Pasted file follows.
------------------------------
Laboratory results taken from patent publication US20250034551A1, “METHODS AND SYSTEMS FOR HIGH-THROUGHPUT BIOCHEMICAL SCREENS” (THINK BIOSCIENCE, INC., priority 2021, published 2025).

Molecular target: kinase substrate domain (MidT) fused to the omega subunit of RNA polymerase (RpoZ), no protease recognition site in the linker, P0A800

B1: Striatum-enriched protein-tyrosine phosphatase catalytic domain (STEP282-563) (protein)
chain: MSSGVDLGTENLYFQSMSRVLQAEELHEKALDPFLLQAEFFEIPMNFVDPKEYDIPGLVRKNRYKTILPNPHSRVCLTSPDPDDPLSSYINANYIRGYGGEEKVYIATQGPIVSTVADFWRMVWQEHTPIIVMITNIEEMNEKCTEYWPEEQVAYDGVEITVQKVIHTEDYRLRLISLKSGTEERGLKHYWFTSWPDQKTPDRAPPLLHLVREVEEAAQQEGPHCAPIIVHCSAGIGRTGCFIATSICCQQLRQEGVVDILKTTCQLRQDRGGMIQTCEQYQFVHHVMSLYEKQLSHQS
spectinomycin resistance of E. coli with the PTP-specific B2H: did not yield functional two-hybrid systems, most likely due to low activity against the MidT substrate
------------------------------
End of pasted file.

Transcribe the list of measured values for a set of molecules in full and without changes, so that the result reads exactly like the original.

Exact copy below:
Laboratory results taken from patent publication US20250034551A1, “METHODS AND SYSTEMS FOR HIGH-THROUGHPUT BIOCHEMICAL SCREENS” (THINK BIOSCIENCE, INC., priority 2021, published 2025).

Molecular target: kinase substrate domain (MidT) fused to the omega subunit of RNA polymerase (RpoZ), no protease recognition site in the linker, P0A800

B1: Striatum-enriched protein-tyrosine phosphatase catalytic domain (STEP282-563) (protein)
chain: MSSGVDLGTENLYFQSMSRVLQAEELHEKALDPFLLQAEFFEIPMNFVDPKEYDIPGLVRKNRYKTILPNPHSRVCLTSPDPDDPLSSYINANYIRGYGGEEKVYIATQGPIVSTVADFWRMVWQEHTPIIVMITNIEEMNEKCTEYWPEEQVAYDGVEITVQKVIHTEDYRLRLISLKSGTEERGLKHYWFTSWPDQKTPDRAPPLLHLVREVEEAAQQEGPHCAPIIVHCSAGIGRTGCFIATSICCQQLRQEGVVDILKTTCQLRQDRGGMIQTCEQYQFVHHVMSLYEKQLSHQS
spectinomycin resistance of E. coli with the PTP-specific B2H: did not yield functional two-hybrid systems, most likely due to low activity against the MidT substrate